And yet, as I have written, Hagel's policy views are invariably well-thought-out, and he himself qualifies as quite a profile in courage when it comes to the anti-Iraq war side of history. Obama’s famous dismissal of the Iraq invasion as a “dumb” war, and Hagel’s distinguished record of defiance toward his own party to oppose the war, amount to a living refutation of McCain’s and Kristol’s entire worldview. A decade ago, McCain and Kristol were leading hawks who claimed that Saddam Hussein had connections with al-Qaida and that weapons of mass destruction would certainly be found, and that George W. Bush could do it all and still preside over a strong economy. While Kristol was agitating for war and saying things like, "I think we'll be vindicated when we discover the weapons of mass destruction and when we liberate the people of Iraq" (March 5, 2003), Hagel was warning accurately that there was no evidence of Saddam's links to al-Qaida, that his possession of WMD were in doubt, and that America was in danger of strategic overreach and enraging the Arab world.

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Monday, February 04, 2013

Neocon Slime, Personified

Elliott Abrams, who the hell else?

Neoconservatives deploy baseless accusations of anti-Semitism as frequently as they indulge in nepotism, of course. But that Abrams has, once more, pushed himself to the center of a foreign policy debate is remarkable: The man is, after all, a convicted criminal. And yet, not only was Abrams exempt from serving prison time for his misconduct -- he was later pardoned by President George H.W. Bush, in the days after his loss to Bill Clinton -- but he has since been fully accepted back into the highest echelons of the Republican foreign-policy community. Abrams' bizarre reincarnation as a pseudo-statesman shows that even committing crimes counts as insufficient to merit excommunication from government service.


Saturday, February 02, 2013

The regressive, vacuous ideology of neocons

In the three months since the GOP's trouncing in the 2012 presidential election, the Republican Party has shown numerous signs that it's willing to change course to improve its future fortunes. First, the House GOP crumpled in the fiscal cliff standoff. Then it refused to engage in yet another game of chicken over the debt ceiling. And now Republicans in both houses of Congress appear ready to pursue a bipartisan deal on immigration. Those who care about the future of the party should applaud these developments. But that doesn't mean they'll be sufficient to solve the GOP's problems. On the contrary, Republicans will continue to find themselves at an electoral disadvantage until they break free from the grip of neoconservatism.

Since the term neocon is so often deployed for polemical purposes these days, let's be very precise about what it means. Back in the late 1960s and early '70s, the original neoconservatives — Irving Kristol, Norman Podhoretz, and their colleagues at The Public Interest and Commentary — had two main aims: In domestic affairs, to expose the defects of Great Society social programs and propose more effective (read: less ambitious) alternatives; and in foreign affairs, to counter McGovernite isolationism with hawkish realism, which meant adopting a more confrontational stance vis-à-vis the Soviet Union.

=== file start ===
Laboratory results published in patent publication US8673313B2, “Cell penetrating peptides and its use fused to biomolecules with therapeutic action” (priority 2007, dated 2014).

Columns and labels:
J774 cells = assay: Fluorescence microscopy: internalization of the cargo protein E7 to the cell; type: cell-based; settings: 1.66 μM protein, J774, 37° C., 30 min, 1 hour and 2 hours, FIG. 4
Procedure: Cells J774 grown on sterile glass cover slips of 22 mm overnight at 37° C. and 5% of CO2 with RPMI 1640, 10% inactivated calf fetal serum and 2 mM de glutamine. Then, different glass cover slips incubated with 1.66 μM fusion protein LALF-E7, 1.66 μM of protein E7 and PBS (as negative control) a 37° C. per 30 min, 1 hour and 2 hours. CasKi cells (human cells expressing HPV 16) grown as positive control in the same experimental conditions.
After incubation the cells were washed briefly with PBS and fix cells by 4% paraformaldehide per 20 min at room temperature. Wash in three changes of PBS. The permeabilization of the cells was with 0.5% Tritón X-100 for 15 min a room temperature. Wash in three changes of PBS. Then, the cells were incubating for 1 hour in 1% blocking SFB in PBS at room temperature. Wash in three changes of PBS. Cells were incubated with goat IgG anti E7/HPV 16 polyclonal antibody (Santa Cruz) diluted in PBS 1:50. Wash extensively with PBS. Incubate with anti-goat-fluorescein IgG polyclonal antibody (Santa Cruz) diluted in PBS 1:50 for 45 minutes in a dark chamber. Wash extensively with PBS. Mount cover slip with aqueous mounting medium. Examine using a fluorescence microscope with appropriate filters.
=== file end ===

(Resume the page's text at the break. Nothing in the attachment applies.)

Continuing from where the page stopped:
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Hagel Hearing: Twilight of the Neocons Makes Senate Armed Services Committee Dysfunctional

The disgusting bullying of former Senator Chuck Hagel (R-NE) during his hearing yesterday on his nomination to be Secretary of Defense is demonstrated clearly in the short clip above where Senator Lindsey Graham (R-Closet) asks Hagel to “Name one person, in your opinion, who’s been intimidated by the Israeli lobby.” Hagel said he couldn’t name one. A quick look at this word cloud from the hearing, though, or at this tweet from the Washington Post’s Rajiv Chandrasekaran: “At Hagel hearing, 136 mentions of Israel and 135 of Iran. Only 27 refs to Afghanistan. 2 for Al Qaida. 1 for Mali.” shows that Hagel should be at the top of the list of those intimidated by the Israeli lobby, which yesterday was embodied by the SASC.

Friday, February 01, 2013

Neocon movement unravels as Fox News ratings plummet to 12 year low

Fox News, the defiantly neocon news network which achieved high ratings by keeping its conservative viewers glued to the dial in a constant state of fear, saw those ratings surge to an all time high after Barack Obama became President four years ago. But as of January 2013 those ratings have plummeted, giving back not only all the ground gained during Obama’s first term but sinking even further to levels not seen since 2001, when the network was just a few years old and still finding its early footing. And while Fox still has its core audience of neocon viewers who consider Obama the antichrist, its more moderate conservative viewers have begun to abandon it now that he’s won reelection. So what happened?

Obama’s victory in 2008 gave Fox News the ammunition it needed for a ratings bonanza: the republican party had already spread accusations that Obama was secretly a Muslim, or secretly a socialist, or secretly born in Kenya. And while there was never any evidence of any of these accusations, Fox drove them home every day in the name of keeping and growing its conservative audience. People tend to watch more news when bad things are happening (think 9/11), and so long as Fox could help its white small town viewers feasting on their own fears that there had to be something secretly ungainly about a black president, ratings remained high. Fox claimed it was the only news outlet telling the truth about Obama, and many of its viewers refused to believe any news report unless it came from Fox itself. Obama’s rise was Fox’s gain.